As many a British watchmaker will tell you, we in the UK were always an early adopter in the horological world, at the very forefront of timekeeping. It’s just a shame then that the Greeks were a good few millennia ahead of us.
The Antikythera Mechanism is a mechanical marvel. Discovered in a wreck off the coast of Antikythera back in 1900, the device was found by local sponge divers hunting for dinner. After a bit of trial and error, archaeologists managed to work out precisely what the collection of gears and cogs did: predicting the paths of the Sun, Moon, Mercury, Venus, Mars, Jupiter and Saturn. It could even accurately anticipate eclipses. In short, it was the oldest astronomical clock ever discovered.
Put into that light, it’s easy to see why microbrand Ianos used the Antikythera Mechanism as its starting point for the Avyssos watch. Indeed, the outline of the mechanism and its gradual turning can be seen front and centre on the diving watch in the form of a rotating second counter. It’s less of a numerical indicator, more a sign that the watch is beating and working as normal, a far more useful function than you might think.
Yet it’s not the only allusion to ancient Greece either. Ianos was founded with the specific mandate to pay homage to the pioneers of Greece, be that in forgotten engineering or exploration. They want to highlight some of the untold stories in a modern light – which is why, alongside the Antikythera mechanism, the dial of the Avyssos references the sponge divers that first found it.
The unusually-shaped indexes are the same shape as the Kampanelopetra, a stone used by Greek freedivers to weigh them down into the depths and help them ascend again in good time. It originates from the island of Symi, the home of the divers that first discovered the Antikythera mechanism and makes for a quirky-looking dial. It’s an element hammered home by the sandpaper texture of the dial, inspired by the rough surface of the stone.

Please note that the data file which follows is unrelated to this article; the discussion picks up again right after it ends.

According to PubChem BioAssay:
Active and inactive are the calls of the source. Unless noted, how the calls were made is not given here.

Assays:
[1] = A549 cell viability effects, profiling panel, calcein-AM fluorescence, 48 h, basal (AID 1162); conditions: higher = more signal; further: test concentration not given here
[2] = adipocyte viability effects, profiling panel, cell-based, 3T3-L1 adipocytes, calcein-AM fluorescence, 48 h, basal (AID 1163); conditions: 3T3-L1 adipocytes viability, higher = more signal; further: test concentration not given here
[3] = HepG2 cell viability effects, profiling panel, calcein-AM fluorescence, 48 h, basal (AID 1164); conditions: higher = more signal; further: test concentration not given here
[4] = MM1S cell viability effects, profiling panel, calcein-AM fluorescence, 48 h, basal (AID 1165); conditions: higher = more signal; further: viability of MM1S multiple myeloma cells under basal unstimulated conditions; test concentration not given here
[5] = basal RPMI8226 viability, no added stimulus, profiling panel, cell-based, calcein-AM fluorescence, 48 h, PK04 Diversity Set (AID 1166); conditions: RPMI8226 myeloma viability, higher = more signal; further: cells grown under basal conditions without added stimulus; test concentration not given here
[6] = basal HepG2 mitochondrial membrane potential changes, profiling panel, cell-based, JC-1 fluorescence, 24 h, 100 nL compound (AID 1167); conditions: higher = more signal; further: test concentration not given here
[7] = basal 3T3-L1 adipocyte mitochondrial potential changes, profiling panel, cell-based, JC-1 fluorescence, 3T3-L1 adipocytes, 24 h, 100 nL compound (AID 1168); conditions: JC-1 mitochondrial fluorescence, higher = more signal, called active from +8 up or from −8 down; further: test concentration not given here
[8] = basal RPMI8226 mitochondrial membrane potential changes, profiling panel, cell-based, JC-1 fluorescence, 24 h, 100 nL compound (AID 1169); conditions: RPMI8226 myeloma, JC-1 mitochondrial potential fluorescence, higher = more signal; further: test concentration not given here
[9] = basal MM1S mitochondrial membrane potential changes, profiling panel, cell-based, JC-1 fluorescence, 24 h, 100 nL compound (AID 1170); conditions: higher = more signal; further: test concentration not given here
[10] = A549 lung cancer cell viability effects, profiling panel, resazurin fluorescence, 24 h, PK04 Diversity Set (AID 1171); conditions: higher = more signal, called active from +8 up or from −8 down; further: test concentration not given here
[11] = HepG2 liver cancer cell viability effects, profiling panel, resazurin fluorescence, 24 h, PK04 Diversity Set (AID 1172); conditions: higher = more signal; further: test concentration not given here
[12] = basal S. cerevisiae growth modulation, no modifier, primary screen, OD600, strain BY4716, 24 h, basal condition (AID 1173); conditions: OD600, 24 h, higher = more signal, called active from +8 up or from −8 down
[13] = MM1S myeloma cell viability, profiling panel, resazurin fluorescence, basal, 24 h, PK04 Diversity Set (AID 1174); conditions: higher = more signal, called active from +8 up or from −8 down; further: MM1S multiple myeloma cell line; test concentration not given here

The rest of the watch is fit for any amount of freediving you care to undertake, sinking stone or not. The case is rugged in 44mm of stainless steel (54 if we’re talking lug-to-lug) and the oddly smooth unidirectional rotating bezel is of underwater instrument standard. All of it is water resistant to a solid 300m, making it suitable for serious underwater use.
Inside is a Sellita movement – the SW216-1 – with a 42-hour power reserve and the kind of reliability you’d expect from the Swiss mainstay of the microbrand world. The end result is an unusual, inspired diving watch, of Greek origin but with Swiss quality – and a seriously competitive price tag at CHF 1,000 (roundabout £850).
This is only Ianos’ first watch though and with plenty Greek mythology and history to draw from, we’re hotly anticipating what comes next.
More details at Ianos Watches’ website.